Version tested: DS
There are some reading this who want to know nothing about Apollo Justice: Ace Attorney, the fourth game in the AA series and the first to see Phoenix Wright's name removed from the box. But they want to know whether to buy it or not. To them, the answer is: yes. But, well, just don't expect all your wishes to come true. Read no more.
Everyone else, do not fear, there are no terrible spoilers to come, but I will be discussing the nature of the game beyond the events of the tutorial [good to know - Commissioning Ed], and that will mean discussing what some would consider surprises. I promise it's unavoidable, and certainly not game-ruining. There, no one can sue me now.
The news that the next Ace Attorney wasn't to be about Phoenix was met with a lot of uncertainty. While Trials & Tribulations offered a satisfying conclusion to the Kurain Channelling Technique storyline, it certainly didn't sum up everyone's arcs, not least of all Maya and Pearl's. Were we really ready to move on to a whole new lawyer, and a whole new cast?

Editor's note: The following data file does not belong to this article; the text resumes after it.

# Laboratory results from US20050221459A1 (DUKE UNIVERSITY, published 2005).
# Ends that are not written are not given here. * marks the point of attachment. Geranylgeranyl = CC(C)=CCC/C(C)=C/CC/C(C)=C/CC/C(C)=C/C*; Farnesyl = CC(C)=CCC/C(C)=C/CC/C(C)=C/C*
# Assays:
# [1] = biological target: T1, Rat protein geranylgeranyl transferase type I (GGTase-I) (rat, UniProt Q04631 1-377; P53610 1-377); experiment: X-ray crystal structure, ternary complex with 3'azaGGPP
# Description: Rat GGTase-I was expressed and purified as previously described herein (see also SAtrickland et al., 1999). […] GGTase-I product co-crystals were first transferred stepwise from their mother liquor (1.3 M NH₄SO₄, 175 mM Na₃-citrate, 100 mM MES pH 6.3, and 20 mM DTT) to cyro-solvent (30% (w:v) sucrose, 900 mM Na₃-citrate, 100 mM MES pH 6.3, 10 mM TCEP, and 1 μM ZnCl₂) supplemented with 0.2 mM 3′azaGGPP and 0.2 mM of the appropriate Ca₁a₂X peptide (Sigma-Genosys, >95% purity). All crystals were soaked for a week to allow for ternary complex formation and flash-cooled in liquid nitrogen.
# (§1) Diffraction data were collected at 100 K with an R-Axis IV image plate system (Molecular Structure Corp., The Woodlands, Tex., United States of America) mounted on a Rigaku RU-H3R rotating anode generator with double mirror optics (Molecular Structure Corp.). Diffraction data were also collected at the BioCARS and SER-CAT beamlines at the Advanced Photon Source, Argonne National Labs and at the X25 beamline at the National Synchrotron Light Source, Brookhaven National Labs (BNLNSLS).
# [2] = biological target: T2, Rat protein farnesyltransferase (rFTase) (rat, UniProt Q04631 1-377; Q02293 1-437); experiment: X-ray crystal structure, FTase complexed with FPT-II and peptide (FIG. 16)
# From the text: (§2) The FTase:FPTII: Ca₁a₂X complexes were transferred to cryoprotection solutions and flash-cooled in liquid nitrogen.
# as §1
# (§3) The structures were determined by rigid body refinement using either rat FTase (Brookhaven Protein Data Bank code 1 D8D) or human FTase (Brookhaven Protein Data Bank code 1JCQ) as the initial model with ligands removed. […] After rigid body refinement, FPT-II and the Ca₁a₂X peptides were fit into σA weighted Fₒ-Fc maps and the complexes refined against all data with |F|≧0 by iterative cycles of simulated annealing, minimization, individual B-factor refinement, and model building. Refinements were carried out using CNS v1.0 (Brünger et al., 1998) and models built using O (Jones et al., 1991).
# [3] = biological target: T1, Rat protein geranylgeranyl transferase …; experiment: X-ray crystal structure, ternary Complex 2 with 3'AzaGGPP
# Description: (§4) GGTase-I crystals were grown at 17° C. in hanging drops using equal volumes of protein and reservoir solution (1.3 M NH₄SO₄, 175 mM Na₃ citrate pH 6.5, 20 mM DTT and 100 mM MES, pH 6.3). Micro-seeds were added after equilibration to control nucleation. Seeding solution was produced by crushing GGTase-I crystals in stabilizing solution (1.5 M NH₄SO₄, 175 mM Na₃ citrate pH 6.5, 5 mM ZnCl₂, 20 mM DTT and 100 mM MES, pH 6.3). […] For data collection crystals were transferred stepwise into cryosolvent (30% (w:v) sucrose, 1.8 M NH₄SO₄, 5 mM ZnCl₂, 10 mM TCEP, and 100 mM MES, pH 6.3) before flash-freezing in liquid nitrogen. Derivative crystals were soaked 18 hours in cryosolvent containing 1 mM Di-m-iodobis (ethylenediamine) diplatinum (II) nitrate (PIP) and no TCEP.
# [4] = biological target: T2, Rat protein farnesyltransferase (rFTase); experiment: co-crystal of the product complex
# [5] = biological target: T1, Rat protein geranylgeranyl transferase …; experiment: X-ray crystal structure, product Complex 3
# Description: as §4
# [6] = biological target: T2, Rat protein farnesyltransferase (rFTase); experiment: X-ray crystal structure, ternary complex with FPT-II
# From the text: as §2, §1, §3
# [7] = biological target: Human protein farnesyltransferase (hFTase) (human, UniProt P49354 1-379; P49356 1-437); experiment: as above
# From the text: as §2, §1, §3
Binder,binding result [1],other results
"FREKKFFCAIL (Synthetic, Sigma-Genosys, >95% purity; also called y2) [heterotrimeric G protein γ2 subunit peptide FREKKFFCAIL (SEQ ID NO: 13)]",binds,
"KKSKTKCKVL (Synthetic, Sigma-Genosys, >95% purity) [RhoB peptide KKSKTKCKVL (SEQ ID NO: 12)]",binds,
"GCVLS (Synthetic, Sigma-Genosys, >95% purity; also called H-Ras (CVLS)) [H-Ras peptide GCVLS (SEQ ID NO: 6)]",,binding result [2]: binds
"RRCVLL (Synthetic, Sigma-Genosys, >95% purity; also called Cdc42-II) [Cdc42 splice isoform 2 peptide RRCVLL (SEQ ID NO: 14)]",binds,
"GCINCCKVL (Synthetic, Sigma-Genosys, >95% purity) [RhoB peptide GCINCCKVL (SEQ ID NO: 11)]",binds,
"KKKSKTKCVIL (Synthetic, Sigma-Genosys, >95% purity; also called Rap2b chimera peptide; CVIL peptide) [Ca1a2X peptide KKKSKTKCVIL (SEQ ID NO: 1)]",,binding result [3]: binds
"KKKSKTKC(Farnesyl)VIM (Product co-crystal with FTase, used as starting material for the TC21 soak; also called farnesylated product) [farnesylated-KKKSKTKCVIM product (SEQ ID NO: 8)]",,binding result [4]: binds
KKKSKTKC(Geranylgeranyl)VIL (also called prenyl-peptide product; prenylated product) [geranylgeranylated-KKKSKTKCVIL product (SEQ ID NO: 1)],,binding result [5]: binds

The answer was, and indeed is, no. Because the most surprising thing about Ace Apollo is that Phoenix is a central character, from being the defendant in the tutorial, to appearing every case thereafter in increasingly convoluted roles. It really is a new Phoenix Wright game, even if you're playing as Apollo Justice.
From the beginning, it's immediately apparent how much is the same. While nearly all the locations have been given a graphical overhaul, many including the courtroom and Lobby No. 3 will feel very familiar. All the characters have been redrawn too, with Phoenix now sporting a blue beanie hat to hide his famous hair. All, that is, but for the Judge. Whether his being left in his original low-res design is a joke is unclear, but in a game that's already seeming a bit too much like its GBA predecessors, it's a dubious decision.
And the action is much the same as well. You have your Court Record filled with evidence and profiles, and the option to Press or Present during witness testimonies. The one noticeable change is the inability to "present" character profiles either in court or during conversations elsewhere - this might be to simplify the overwhelming numbers of options when you're left guessing. However, I think what everyone would have preferred was to see the series move away from those daft situations where perfectly valid evidence is refused in inexplicable moments, rather than simplify. For better or for worse, Apollo Justice is just as guilty of this crime as all the previous three.